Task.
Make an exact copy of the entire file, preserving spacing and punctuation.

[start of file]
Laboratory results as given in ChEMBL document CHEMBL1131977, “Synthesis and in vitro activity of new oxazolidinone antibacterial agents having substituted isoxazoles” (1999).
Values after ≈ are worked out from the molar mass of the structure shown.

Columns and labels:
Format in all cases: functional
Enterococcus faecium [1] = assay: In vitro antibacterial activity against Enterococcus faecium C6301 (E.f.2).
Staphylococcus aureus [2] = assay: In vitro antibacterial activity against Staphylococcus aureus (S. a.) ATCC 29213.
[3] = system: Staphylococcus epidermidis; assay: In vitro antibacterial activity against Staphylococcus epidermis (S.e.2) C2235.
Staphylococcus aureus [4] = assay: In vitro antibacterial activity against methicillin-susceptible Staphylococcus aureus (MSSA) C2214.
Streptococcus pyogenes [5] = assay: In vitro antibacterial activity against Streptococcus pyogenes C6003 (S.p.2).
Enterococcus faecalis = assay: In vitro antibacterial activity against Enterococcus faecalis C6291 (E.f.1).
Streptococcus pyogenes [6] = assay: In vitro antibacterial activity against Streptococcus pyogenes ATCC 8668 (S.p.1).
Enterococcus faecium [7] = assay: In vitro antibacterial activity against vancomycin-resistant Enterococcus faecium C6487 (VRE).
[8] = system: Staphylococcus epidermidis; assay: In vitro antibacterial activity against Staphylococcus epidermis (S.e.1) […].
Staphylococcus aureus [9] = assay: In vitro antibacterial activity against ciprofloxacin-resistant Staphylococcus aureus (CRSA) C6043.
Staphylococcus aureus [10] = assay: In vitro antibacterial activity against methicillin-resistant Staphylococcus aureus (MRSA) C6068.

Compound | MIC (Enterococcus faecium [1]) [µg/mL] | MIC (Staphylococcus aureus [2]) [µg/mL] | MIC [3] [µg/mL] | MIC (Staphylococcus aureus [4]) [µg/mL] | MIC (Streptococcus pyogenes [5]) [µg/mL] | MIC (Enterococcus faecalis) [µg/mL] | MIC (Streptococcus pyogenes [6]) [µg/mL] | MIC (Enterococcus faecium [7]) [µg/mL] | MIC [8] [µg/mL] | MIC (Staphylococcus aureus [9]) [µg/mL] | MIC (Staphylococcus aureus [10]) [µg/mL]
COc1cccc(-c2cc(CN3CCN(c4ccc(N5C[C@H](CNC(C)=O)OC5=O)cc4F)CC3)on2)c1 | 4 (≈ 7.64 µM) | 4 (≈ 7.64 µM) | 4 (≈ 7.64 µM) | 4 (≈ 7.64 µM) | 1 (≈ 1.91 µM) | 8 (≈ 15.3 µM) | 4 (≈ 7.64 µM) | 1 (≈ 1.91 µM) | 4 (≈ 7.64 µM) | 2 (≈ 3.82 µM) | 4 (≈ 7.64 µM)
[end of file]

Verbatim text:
Laboratory results as given in ChEMBL document CHEMBL1131977, “Synthesis and in vitro activity of new oxazolidinone antibacterial agents having substituted isoxazoles” (1999).
Values after ≈ are worked out from the molar mass of the structure shown.

Columns and labels:
Format in all cases: functional
Enterococcus faecium [1] = assay: In vitro antibacterial activity against Enterococcus faecium C6301 (E.f.2).
Staphylococcus aureus [2] = assay: In vitro antibacterial activity against Staphylococcus aureus (S. a.) ATCC 29213.
[3] = system: Staphylococcus epidermidis; assay: In vitro antibacterial activity against Staphylococcus epidermis (S.e.2) C2235.
Staphylococcus aureus [4] = assay: In vitro antibacterial activity against methicillin-susceptible Staphylococcus aureus (MSSA) C2214.
Streptococcus pyogenes [5] = assay: In vitro antibacterial activity against Streptococcus pyogenes C6003 (S.p.2).
Enterococcus faecalis = assay: In vitro antibacterial activity against Enterococcus faecalis C6291 (E.f.1).
Streptococcus pyogenes [6] = assay: In vitro antibacterial activity against Streptococcus pyogenes ATCC 8668 (S.p.1).
Enterococcus faecium [7] = assay: In vitro antibacterial activity against vancomycin-resistant Enterococcus faecium C6487 (VRE).
[8] = system: Staphylococcus epidermidis; assay: In vitro antibacterial activity against Staphylococcus epidermis (S.e.1) […].
Staphylococcus aureus [9] = assay: In vitro antibacterial activity against ciprofloxacin-resistant Staphylococcus aureus (CRSA) C6043.
Staphylococcus aureus [10] = assay: In vitro antibacterial activity against methicillin-resistant Staphylococcus aureus (MRSA) C6068.

Compound | MIC (Enterococcus faecium [1]) [µg/mL] | MIC (Staphylococcus aureus [2]) [µg/mL] | MIC [3] [µg/mL] | MIC (Staphylococcus aureus [4]) [µg/mL] | MIC (Streptococcus pyogenes [5]) [µg/mL] | MIC (Enterococcus faecalis) [µg/mL] | MIC (Streptococcus pyogenes [6]) [µg/mL] | MIC (Enterococcus faecium [7]) [µg/mL] | MIC [8] [µg/mL] | MIC (Staphylococcus aureus [9]) [µg/mL] | MIC (Staphylococcus aureus [10]) [µg/mL]
COc1cccc(-c2cc(CN3CCN(c4ccc(N5C[C@H](CNC(C)=O)OC5=O)cc4F)CC3)on2)c1 | 4 (≈ 7.64 µM) | 4 (≈ 7.64 µM) | 4 (≈ 7.64 µM) | 4 (≈ 7.64 µM) | 1 (≈ 1.91 µM) | 8 (≈ 15.3 µM) | 4 (≈ 7.64 µM) | 1 (≈ 1.91 µM) | 4 (≈ 7.64 µM) | 2 (≈ 3.82 µM) | 4 (≈ 7.64 µM)